I am a hard core Chipotle (CMG) fan, let's get that straight right off the bat. I was eating at its first store on Evans Ave. here in Denver within their first year of opening (my girlfriend-now wife turned me on to the place). In fact I blame them for adding about 2 inches to my waistline! I took a lot of my friends there, they liked it and likewise have been hooked on those fabulous burritos.
I watched the chain grow by leaps and bounds and followed closely as it partnered with McDonalds (MCD) and later went public. I bought within in the first week of trading and subsequently added to my position in the next few weeks. I rode that stock to an incredible profit. However when I saw food costs rising and the subsequent price increases at their restaurants, I got out. Chipotle used to offer a great value with those $5 burritos, but when the prices started to head above $6 I sensed it'd lose a bit of momentum.
Now we see a stock that hit a high of over $150 trading at $51. Value investors might be tempted to get in at these levels, after all we have a good restaurant stock that practically defined the fast casual concept now trading at 21X earnings and 17X next year's with a PEG ratio of .88. If those are the metrics you use to judge a growth stock, fine. Those metrics have worked well in the past and might in the future, but I'm leery of buying any stock in today's environment based on future growth prospects. Further I believe that meaningful earnings growth will be hard to come by for the foreseeable future.
All those friends I have turned on to Chipotle serve as a great barometer of the company's business. We have noticed a marked slowdown of traffic when we go there, and it's not just here in Denver but across the Midwest and out to California (I have over 20 people who I survey). And it's the traffic that counts with any growing restaurant company. Granted we're not surveying every store and the survey is rather unscientific, but I'm a seat of the pants kind of guy and I trust my gut and what my friends are telling me. Quite a few of us bought into Chipotle when they first came public and the profits we made have bought a lot of burritos. We are still attentive to what we believe is a great business model and a well run company.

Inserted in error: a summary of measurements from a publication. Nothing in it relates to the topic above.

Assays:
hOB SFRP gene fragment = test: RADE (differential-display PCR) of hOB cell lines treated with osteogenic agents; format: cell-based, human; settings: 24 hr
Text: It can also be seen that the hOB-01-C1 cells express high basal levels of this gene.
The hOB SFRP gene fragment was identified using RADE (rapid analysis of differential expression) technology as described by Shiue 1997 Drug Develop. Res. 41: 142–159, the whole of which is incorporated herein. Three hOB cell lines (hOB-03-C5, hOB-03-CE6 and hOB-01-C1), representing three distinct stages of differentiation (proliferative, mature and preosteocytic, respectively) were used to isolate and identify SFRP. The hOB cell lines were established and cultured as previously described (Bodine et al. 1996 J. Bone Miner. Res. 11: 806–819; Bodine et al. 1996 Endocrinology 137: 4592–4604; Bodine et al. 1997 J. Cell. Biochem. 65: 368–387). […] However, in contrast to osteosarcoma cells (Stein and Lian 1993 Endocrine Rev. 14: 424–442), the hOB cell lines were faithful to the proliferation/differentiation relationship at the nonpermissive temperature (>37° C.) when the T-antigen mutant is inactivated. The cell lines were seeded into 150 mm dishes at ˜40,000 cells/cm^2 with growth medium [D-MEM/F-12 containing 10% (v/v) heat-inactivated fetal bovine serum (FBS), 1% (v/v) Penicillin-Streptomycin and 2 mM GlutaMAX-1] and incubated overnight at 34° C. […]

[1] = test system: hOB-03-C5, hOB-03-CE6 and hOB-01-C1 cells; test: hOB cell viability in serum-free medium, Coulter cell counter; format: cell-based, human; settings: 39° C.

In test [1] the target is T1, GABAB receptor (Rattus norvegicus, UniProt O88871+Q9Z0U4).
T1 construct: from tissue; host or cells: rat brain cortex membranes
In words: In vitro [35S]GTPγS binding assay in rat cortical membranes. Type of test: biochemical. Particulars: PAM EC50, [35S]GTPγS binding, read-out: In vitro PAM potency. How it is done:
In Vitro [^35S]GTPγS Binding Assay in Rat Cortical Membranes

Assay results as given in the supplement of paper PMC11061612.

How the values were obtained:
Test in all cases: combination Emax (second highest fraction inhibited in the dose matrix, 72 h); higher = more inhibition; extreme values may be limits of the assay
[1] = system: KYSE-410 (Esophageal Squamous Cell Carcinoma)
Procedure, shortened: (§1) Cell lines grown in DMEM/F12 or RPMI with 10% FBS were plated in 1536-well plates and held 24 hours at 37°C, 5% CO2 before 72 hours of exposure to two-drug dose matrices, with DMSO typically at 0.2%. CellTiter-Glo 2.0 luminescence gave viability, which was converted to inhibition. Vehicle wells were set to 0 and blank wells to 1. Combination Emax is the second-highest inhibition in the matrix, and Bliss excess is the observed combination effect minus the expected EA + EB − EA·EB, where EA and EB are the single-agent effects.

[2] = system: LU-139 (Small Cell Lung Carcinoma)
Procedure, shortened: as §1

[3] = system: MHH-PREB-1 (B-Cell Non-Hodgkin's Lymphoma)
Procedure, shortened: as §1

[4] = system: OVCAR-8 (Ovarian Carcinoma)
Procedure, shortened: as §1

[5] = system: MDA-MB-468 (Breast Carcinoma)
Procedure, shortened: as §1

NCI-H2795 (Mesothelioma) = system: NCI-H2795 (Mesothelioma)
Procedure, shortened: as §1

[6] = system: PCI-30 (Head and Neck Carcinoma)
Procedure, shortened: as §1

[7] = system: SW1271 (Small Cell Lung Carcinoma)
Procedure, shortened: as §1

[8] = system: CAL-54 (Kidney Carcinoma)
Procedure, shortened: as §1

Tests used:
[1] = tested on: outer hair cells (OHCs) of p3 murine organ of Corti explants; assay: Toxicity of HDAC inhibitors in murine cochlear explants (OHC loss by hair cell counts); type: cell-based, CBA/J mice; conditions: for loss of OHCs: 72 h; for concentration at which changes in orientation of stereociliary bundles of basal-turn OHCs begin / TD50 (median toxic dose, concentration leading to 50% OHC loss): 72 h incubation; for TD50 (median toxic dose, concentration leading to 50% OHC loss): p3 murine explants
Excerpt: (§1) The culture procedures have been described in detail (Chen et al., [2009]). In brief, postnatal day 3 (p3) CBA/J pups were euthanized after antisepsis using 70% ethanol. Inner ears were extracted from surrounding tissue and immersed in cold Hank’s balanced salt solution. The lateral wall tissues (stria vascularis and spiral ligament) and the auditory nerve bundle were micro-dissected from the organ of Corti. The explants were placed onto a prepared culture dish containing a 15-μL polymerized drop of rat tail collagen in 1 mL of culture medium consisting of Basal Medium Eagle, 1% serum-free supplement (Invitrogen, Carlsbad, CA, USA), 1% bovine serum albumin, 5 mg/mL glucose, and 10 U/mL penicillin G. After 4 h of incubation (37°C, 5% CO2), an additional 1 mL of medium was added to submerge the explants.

The question is how much to pay for a great business model and a well run company. In today's highly risk-averse environment the answer has to be: Not Much. I believe CMG will miss consensus earnings estimates for the third quarter by at least 2 cents and guide lower for the rest of this year and next (Current estimates call for quarterly earnings of $.60/ share on sales of $340 million). I believe that this will result in a PE compression to 15X this years earnings which will give us a stock price of ~ $35. Maybe then I'll take a look at buying back in, but until then I remain short the stock.
I do have to offer a couple of caveats to anyone considering shorting the company's shares:
- There are better short candidates out there for new money, notably in the financial sector (as if you need ME to tell YOU that!).
- Chipotle has a lot of cash and no long term debt to speak of, in fact it has enough cash on hand to pay off all its liabilities as of the quarter ended June. This company is not going bankrupt or to the market for an equity raise any time soon. When shorting stock in this environment, look for companies that have a good chance of insolvency within the next 12 months. My short position was executed last spring when commodity costs and menu prices were rising, and the financial environment was far different that it is today. At best I can only advise you to stay away from this one until a better price can be had.
Stock position: Short CMG.